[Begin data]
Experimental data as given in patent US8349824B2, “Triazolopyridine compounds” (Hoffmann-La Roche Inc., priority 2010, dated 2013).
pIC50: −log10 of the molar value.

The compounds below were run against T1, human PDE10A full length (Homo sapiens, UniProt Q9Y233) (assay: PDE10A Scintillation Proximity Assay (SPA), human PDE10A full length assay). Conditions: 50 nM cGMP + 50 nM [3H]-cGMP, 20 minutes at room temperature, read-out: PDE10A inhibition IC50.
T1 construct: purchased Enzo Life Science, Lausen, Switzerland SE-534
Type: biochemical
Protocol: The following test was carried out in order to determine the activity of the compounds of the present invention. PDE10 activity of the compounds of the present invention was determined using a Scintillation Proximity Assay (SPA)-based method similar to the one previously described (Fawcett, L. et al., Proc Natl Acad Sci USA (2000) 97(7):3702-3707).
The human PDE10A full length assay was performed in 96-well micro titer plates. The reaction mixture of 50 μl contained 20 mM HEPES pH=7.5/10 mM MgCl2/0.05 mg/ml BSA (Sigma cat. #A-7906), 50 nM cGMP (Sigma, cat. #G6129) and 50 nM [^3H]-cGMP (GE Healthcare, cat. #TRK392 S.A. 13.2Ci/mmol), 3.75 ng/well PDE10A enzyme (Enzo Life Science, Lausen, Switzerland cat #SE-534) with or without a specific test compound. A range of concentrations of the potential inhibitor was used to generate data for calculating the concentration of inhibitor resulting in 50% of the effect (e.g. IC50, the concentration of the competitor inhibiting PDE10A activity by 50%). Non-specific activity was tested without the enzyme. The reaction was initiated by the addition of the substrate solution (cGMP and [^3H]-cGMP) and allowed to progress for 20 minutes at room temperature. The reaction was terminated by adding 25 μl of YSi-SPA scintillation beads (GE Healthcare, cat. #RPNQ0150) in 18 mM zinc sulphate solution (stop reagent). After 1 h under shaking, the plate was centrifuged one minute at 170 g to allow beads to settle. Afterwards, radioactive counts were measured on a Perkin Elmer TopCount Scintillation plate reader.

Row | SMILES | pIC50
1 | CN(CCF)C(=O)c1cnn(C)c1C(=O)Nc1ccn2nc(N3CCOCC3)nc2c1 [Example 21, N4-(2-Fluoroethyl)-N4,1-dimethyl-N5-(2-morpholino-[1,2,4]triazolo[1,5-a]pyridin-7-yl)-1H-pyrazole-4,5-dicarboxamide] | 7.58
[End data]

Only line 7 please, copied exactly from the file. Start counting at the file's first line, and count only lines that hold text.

The human PDE10A full length assay was performed in 96-well micro titer plates. The reaction mixture of 50 μl contained 20 mM HEPES pH=7.5/10 mM MgCl2/0.05 mg/ml BSA (Sigma cat. #A-7906), 50 nM cGMP (Sigma, cat. #G6129) and 50 nM [^3H]-cGMP (GE Healthcare, cat. #TRK392 S.A. 13.2Ci/mmol), 3.75 ng/well PDE10A enzyme (Enzo Life Science, Lausen, Switzerland cat #SE-534) with or without a specific test compound. A range of concentrations of the potential inhibitor was used to generate data for calculating the concentration of inhibitor resulting in 50% of the effect (e.g. IC50, the concentration of the competitor inhibiting PDE10A activity by 50%). Non-specific activity was tested without the enzyme. The reaction was initiated by the addition of the substrate solution (cGMP and [^3H]-cGMP) and allowed to progress for 20 minutes at room temperature. The reaction was terminated by adding 25 μl of YSi-SPA scintillation beads (GE Healthcare, cat. #RPNQ0150) in 18 mM zinc sulphate solution (stop reagent). After 1 h under shaking, the plate was centrifuged one minute at 170 g to allow beads to settle. Afterwards, radioactive counts were measured on a Perkin Elmer TopCount Scintillation plate reader.